This paper is based on a talk Richard Clayton QC gave to the Commonwealth Lawyers Association at the 2021 Conference in Nassau, the Bahamas in September 2021.   It will be published on the Constitutional Law Blog on 27 September 2021.

Since the Norman Conquest the Privy Council has been the cabinet through which the monarch governed England. Its jurisdiction was based on the idea that “the King is the fountain of all justice throughout his dominions and exercises jurisdiction in his Council, which acts in an advisory capacity to the Crown”: see F Safford and G Wheeler, The Practice of the Privy Council in Judicial Matters (1901) 699-707.  In 1900 the Privy Council exercised jurisdiction over one fifth of the globe and a quarter of its population.  Now it is an appellate court for 0.1% of the world’s population – retained by 14 Commonwealth countries and 10 British Overseas Territories. 

The Privy Council’s steady decline reflects a reaction to unpopular judgments at home, although these criticisms should be seen as part of a much broader political campaign to achieve independence.   For instance, in Webb v Outrim [1907] A.C. 81 the Privy Council considered an Australian tax case which concerned whether a High Court decision would be treated as final under the new 1907 Constitution.  A political compromise in enacting the Constitution gave both the High Court and the Privy Council concurrent jurisdiction to hear an appeal.  The Privy Council held that no Australian State had the power of independent legislation – because every Australian Act require the Crown’s assent.  The judgment by Lord Halsbury has been criticised in trenchant terms – he was said to have “surpassed himself in the puerility of some of his reasons and in his fantastic ignorance of the working of a federation under the Crown”: see F R Beasley. “Appeals to the Judicial Committee: the case for abolition” [1957] Res Judicatae 78.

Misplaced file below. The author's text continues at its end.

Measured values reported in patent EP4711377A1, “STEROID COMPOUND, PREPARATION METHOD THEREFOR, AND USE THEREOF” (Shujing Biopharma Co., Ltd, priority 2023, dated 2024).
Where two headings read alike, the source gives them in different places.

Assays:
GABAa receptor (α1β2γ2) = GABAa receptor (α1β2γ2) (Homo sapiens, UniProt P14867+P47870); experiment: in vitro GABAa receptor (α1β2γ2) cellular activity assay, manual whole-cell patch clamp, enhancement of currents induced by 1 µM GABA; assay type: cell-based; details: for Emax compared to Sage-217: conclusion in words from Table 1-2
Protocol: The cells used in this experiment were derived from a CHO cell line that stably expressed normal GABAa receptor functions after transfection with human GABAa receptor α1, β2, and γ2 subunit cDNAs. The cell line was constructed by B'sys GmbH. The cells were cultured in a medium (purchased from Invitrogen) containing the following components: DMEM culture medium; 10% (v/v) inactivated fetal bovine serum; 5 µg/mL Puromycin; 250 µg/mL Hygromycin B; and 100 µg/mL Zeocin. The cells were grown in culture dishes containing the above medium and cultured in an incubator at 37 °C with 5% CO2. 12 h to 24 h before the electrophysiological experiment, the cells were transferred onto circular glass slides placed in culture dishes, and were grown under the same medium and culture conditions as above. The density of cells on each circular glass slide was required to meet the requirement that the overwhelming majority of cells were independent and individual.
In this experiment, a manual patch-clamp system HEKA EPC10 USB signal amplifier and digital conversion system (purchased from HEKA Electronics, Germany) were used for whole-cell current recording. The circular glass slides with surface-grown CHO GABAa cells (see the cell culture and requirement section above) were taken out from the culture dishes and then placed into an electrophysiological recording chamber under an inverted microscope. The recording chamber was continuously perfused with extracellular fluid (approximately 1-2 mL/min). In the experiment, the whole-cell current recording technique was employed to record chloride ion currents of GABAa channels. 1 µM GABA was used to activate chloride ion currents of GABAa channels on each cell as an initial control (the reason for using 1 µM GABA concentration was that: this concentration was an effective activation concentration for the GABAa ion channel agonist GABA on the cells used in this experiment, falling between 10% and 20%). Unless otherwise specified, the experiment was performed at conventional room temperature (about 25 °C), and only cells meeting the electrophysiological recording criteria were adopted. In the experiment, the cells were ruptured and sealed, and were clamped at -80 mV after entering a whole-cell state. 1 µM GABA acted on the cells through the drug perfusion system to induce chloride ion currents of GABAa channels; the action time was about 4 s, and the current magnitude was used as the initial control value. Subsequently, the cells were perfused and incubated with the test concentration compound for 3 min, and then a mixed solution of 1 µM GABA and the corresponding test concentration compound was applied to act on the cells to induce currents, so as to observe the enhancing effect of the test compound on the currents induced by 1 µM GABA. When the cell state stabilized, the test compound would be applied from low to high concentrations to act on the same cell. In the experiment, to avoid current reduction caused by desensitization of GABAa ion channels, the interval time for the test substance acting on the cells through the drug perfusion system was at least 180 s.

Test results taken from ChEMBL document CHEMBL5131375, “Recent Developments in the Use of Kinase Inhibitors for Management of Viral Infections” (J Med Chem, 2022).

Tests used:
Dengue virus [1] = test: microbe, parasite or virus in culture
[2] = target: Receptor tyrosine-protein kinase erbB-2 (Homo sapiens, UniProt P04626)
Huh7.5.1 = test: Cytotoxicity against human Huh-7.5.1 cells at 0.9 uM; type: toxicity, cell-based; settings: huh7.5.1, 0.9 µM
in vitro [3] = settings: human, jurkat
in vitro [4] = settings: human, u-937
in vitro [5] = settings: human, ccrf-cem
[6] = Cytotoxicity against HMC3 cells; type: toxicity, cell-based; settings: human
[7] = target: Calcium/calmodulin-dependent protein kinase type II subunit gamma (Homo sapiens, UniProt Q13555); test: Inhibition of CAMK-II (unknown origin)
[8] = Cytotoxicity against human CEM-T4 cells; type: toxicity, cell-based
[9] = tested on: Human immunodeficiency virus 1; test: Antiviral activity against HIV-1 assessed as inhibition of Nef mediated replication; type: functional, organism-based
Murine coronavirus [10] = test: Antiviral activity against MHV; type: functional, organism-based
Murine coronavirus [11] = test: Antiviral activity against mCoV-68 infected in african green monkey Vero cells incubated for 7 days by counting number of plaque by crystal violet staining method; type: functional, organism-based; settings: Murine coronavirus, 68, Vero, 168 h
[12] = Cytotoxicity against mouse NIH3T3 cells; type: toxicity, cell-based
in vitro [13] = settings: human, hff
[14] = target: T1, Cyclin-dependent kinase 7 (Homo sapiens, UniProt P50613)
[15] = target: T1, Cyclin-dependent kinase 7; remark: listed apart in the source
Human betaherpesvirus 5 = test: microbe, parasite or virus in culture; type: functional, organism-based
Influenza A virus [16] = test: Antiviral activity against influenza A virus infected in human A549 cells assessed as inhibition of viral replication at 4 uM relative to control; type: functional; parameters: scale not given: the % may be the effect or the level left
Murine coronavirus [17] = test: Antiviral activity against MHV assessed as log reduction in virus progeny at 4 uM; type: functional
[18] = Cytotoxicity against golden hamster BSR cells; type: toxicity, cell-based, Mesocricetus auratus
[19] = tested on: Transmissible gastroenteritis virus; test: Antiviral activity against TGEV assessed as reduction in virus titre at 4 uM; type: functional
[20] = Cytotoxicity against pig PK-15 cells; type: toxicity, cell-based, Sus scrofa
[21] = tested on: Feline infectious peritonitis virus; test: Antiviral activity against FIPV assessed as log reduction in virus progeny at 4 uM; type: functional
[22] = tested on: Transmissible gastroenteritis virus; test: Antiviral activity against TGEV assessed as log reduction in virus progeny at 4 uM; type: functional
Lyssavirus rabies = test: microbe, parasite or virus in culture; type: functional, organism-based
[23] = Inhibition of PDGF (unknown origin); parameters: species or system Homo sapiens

In Canada the Privy Council provoked fierce condemnation in Nadan v R [1926] AC 48 when it held that the Canadian Parliament did not have power to abolish criminal appeals going to the Privy Council.  In Pratt v AG of Jamaica [1994] 2 A.C. 1 the Privy Council held that delay of more than five years between sentencing and execution was prima facie evidence that carrying out the sentence would constitute inhuman or degrading punishment. Its practical implications gave impetus to setting up the CCJ.

To read Richard Clayton’s full paper click here.

September 2021

Richard Clayton KC